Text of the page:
Our two founders believed that we should not only put on the best tournament, but be a very positive influence in the game, Payne said. All we promise here is to give it our very best. This is a long-term undertaking. We think we are going to be successful, and were going to try real hard.
Gary Player finally has Arnold Palmer beat.
When Player tees off Thursday morning, it will be his 51st Masters. That tops by one the record he shared with The King for most Masters played. Player already holds the record for most consecutive British Opens played'46.
The word that comes to mind is thankful, the 72-year-old said. Most people my age are dead! To be able to walk around here easily, to be playing Augusta at my age is a great thrill.
Though hes only made the cut four times in the last 20 years, that hardly matters. The South African won nine major titles during his illustrious career, including three right here at Augusta National. He is one of only five golfers to win the career Grand Slam, and hes still a big draw, even with people who didnt see him play in his prime.
When he, Palmer and Jack Nicklaus played together in the Par 3, they drew some of the biggest cheers of the week so far.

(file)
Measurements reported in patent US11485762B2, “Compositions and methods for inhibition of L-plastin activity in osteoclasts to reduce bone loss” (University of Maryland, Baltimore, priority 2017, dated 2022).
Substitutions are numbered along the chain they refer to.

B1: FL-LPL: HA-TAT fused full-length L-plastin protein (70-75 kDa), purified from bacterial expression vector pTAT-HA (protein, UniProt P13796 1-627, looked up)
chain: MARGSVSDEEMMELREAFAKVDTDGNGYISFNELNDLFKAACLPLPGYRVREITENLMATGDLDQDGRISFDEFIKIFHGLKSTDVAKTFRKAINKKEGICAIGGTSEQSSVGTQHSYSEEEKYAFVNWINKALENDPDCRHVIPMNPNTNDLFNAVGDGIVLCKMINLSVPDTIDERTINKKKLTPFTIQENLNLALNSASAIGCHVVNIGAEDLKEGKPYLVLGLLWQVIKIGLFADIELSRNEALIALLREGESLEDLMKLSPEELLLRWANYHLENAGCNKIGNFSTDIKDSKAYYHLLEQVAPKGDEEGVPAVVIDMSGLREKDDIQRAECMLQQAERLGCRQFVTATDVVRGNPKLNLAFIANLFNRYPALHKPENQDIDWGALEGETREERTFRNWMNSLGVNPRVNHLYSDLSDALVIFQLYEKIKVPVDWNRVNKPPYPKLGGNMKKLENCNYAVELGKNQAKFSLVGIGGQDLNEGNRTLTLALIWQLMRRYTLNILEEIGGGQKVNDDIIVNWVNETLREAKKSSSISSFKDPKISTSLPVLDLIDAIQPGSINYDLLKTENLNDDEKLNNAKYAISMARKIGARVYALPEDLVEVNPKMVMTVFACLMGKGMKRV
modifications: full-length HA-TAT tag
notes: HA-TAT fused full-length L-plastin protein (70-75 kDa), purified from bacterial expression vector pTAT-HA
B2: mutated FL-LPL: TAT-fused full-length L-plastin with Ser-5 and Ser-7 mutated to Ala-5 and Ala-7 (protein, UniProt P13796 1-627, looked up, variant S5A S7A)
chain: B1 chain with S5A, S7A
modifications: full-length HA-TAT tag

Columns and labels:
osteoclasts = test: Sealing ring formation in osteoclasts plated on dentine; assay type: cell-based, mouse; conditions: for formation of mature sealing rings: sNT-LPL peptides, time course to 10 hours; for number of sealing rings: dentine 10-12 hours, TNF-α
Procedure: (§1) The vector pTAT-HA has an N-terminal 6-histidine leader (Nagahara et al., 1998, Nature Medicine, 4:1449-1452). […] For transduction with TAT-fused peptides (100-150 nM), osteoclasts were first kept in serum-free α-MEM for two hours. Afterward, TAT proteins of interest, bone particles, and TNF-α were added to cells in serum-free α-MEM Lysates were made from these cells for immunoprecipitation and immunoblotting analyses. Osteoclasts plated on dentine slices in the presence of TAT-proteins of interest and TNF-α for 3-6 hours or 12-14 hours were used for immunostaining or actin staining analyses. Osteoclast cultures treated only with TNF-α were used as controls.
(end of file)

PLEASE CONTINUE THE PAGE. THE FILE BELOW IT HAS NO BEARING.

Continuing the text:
Though Player said last year that he might stop at 51, dont count him out. Hes a fitness fanatic, and looks'and acts'years younger than he is. He may not be in contention at the Masters, but hes not embarrassing himself, either. He shot a 77 in the second round last year.
You never take it for granted, Player said, referring to playing in the Masters. Its a great thrill.
Golfers get silver, crystal and all kinds of baubles for winning tournaments. Why not gold?
Olympic gold, that is.
Making golf an Olympic sport could help expand the game, Phil Mickelson said. Sports included in the Olympic program are eligible for developmental funding, he said, and that could be used to create interest and support young players around the world.
We seem to be stagnant in growth. We lose as many golfers as we gain each year in the United States, Mickelson said. If we could make this an Olympic sport, I think golf could really grow.
The International Olympic Committee will vote next year on whether to add any new sports to the program for the 2016 Games. Golf was most recently considered in 2005, after baseball and softball were dropped from the London Olympics, but IOC voters rejected the idea.